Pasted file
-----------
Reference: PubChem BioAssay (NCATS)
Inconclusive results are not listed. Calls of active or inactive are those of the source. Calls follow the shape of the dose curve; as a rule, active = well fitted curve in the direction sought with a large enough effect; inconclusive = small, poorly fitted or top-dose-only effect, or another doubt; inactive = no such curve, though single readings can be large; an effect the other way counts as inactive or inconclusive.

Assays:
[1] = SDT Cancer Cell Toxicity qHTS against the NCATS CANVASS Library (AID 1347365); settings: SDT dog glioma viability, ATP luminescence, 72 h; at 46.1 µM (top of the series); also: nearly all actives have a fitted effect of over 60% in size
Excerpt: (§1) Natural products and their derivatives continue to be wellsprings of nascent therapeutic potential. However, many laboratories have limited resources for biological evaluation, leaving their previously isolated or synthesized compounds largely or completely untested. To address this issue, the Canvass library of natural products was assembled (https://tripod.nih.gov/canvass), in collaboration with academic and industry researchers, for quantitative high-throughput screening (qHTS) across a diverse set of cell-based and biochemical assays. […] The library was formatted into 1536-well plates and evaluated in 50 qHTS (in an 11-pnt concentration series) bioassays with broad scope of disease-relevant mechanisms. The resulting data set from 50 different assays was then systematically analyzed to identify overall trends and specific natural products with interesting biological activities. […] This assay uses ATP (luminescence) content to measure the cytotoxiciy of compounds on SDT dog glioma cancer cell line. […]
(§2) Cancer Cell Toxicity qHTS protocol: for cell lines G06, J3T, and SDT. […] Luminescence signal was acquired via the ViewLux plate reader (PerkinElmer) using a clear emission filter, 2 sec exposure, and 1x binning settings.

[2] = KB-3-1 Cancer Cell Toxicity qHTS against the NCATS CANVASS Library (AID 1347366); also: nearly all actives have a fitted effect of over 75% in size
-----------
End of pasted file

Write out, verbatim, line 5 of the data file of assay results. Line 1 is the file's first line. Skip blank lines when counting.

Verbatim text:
Excerpt: (§1) Natural products and their derivatives continue to be wellsprings of nascent therapeutic potential. However, many laboratories have limited resources for biological evaluation, leaving their previously isolated or synthesized compounds largely or completely untested. To address this issue, the Canvass library of natural products was assembled (https://tripod.nih.gov/canvass), in collaboration with academic and industry researchers, for quantitative high-throughput screening (qHTS) across a diverse set of cell-based and biochemical assays. […] The library was formatted into 1536-well plates and evaluated in 50 qHTS (in an 11-pnt concentration series) bioassays with broad scope of disease-relevant mechanisms. The resulting data set from 50 different assays was then systematically analyzed to identify overall trends and specific natural products with interesting biological activities. […] This assay uses ATP (luminescence) content to measure the cytotoxiciy of compounds on SDT dog glioma cancer cell line. […]